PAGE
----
I’ve even learnt a little about the anatomy of the body, how different muscles work, how certain muscle groups work together and ways of helping to relieve sore, tight muscles through stretching or using a foam roller – which is not fun!
Participating in these sports encourages a healthier lifestyle and diet. I find I have a much higher energy level. Once or twice a year I generally take a small group of fit and healthy teenagers aged between 15 and 18 years on a 2-3 day hike in remote bushland, carrying all our own gear. The teenagers tend to be surprised that I am always waiting for them at the top of a long steep climb, smiling & ready to push on. I try to motivate them and push them along towards the end of the day when they are getting tired and their energy levels are dropping.
Before I started racing the words calories, carbohydrates and protein didn’t mean much… I just ate food. I am now much more aware of what I eat day to day. During short events of up to 6hrs energy bars and sports gels supply enough fuel for the race but races of over 12hrs require much more planning with food. Although you can survive on bars and gels eating real food is much better and easier on your stomach. My race partner used mostly bars and energy gels in our first 24hr event and regretted it, they left a bad taste in his mouth for days.
I use sandwiches, both wholemeal and white for low and high GI carbs, with fillings like banana, banana with honey, jam. I found peanut butter sandwiches don’t work as it is too dry and took me around 2km to eat it while running plus, I needed to consume more water. Pre-made vegetarian pasta or rice meals like a chickpea curry for the later stages of the race work well. Some fruit like bananas & apples are always nice; mixed dried fruits and figs also work well. The Up & Go food drinks are good. Drinking plenty of electrolyte is also important to replace salts and minerals lost during sweating, and to help prevent cramping. They also contain carbohydrates to help maintain energy levels. I always carry a few energy bars and sports gels as a backup if needed. eating enough carbs during the race and even carb loading for a few days prior to a long event can also take place. Carb loading generally involves eating quality pasta or rice meals.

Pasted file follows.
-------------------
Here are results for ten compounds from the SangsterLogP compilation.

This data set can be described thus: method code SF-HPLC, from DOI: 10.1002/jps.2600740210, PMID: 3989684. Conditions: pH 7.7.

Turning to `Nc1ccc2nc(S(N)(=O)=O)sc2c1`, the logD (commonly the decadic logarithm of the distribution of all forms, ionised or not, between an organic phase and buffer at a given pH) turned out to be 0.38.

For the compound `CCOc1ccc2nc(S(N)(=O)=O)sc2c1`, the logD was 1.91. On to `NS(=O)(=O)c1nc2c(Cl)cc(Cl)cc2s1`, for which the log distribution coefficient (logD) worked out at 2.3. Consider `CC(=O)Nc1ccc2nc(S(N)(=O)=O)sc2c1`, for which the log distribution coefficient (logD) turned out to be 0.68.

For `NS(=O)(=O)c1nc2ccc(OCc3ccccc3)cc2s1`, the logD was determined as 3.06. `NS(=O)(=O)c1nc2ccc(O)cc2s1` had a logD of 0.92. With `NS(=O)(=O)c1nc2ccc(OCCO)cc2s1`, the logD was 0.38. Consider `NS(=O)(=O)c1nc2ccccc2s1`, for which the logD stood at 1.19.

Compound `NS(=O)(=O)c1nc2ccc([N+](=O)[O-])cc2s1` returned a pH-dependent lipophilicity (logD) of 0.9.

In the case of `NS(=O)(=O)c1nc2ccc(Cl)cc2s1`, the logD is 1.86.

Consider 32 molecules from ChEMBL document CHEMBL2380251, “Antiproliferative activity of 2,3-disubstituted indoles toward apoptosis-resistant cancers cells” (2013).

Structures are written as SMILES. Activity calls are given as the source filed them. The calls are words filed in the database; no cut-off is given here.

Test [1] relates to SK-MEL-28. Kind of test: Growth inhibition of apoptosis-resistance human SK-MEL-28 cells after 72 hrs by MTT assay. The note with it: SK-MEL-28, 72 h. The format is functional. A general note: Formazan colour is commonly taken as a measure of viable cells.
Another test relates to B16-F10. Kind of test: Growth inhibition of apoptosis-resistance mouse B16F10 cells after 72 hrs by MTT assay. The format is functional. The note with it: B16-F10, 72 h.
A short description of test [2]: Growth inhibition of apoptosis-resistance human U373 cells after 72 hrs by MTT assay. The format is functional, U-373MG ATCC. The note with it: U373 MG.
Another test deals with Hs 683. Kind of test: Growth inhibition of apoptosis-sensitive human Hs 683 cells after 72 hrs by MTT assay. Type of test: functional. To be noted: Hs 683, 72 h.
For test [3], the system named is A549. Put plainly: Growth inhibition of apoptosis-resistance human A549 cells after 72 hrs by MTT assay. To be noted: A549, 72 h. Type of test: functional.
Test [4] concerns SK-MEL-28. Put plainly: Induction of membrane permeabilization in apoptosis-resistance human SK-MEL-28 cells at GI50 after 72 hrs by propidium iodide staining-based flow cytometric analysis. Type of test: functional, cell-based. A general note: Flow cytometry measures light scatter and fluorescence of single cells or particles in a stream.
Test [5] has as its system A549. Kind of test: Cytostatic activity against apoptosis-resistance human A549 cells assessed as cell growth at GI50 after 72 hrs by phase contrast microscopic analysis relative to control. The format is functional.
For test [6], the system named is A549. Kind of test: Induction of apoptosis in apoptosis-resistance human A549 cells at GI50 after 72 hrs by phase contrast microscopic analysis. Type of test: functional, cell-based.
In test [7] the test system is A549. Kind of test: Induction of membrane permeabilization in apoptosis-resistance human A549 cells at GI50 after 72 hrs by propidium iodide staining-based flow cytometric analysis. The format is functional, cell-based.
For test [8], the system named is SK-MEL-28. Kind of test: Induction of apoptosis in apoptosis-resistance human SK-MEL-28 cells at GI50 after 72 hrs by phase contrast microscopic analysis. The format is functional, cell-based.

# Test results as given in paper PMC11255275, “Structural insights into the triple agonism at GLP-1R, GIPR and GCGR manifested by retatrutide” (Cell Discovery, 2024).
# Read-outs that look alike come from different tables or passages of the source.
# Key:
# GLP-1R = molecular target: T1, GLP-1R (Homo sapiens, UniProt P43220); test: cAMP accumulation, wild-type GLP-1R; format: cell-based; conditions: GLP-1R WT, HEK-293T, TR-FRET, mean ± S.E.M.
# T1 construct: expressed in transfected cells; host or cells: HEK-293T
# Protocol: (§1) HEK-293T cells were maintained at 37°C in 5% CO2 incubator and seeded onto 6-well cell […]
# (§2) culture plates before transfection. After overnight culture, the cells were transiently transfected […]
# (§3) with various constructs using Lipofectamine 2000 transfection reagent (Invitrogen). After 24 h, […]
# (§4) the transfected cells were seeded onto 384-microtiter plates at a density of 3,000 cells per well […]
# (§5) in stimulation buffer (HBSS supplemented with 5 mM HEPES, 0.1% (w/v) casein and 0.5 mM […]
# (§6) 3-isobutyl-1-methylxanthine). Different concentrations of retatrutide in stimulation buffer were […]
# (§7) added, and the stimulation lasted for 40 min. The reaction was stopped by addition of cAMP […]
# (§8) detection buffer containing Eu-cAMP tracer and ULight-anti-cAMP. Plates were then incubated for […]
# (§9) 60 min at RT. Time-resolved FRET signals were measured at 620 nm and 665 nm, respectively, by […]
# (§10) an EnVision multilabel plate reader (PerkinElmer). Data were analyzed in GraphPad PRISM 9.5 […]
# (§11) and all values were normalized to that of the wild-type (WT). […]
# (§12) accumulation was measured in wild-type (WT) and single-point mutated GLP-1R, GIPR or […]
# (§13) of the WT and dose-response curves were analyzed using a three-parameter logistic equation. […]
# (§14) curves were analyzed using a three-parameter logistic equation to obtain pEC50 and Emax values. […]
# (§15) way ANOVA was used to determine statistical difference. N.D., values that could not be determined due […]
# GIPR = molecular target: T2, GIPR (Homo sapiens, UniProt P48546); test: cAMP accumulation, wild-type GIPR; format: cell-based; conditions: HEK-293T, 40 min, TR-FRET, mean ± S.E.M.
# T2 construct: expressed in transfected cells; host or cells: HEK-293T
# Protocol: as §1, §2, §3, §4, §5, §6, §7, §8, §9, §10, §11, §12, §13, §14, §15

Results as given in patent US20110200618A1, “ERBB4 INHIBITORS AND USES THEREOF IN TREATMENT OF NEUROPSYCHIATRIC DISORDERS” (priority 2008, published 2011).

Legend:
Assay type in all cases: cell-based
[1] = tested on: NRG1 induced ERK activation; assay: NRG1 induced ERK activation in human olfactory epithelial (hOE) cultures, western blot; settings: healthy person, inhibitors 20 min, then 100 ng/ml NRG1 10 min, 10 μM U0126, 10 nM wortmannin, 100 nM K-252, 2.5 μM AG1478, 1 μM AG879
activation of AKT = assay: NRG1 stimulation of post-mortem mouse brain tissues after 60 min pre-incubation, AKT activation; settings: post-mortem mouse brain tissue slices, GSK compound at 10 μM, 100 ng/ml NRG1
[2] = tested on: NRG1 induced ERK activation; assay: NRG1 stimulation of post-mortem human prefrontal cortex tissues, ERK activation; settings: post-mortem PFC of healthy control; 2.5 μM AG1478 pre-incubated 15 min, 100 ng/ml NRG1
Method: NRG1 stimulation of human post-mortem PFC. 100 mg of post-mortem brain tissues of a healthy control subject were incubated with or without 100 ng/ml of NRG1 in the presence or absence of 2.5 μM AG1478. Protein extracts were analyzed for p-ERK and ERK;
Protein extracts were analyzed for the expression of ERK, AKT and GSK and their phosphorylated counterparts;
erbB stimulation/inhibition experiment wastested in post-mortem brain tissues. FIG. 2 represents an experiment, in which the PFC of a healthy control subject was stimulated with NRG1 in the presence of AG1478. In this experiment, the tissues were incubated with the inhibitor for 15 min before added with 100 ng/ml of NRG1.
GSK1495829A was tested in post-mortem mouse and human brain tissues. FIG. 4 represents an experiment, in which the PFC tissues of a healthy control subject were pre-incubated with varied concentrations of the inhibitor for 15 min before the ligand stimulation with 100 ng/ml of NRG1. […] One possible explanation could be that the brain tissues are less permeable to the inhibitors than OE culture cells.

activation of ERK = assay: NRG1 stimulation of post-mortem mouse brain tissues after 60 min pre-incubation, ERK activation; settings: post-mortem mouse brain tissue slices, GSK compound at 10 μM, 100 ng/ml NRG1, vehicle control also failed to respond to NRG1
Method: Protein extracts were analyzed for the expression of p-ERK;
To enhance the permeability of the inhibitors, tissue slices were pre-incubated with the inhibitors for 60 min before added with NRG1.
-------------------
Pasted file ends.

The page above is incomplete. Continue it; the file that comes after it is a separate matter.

I’ve learnt about glycogen (energy) stores in your body and how important it is to eat to replenish your carbohydrates during a ride of more than a few hrs. It is very unpleasant when you “hit the wall” or “bonk”, it comes on quite suddenly and is very demoralising. You might be happily cruising along at 35-40km/hr when you quickly drop to feeling totally exhausted and struggling to ride at 15km/hr. There is no choice but to stop, rest and eat something with a high sugar content. It’s then a slow tough ride home or a pick up if my wife feels sorry enough for me. After depleting your glycogen levels to this point there is no way you could ride or train again the next day. It can take up to 2 days to recover and feel reasonably good again on the bike.
This is the final part of our interview with Glenn Roy Di Salvia. I want to say a special thanks to Glenn and Jodie for agreeing to the “interview”, as it was a lot of fun to work on together.
Lead Photo – http://www.gjwphotos.com/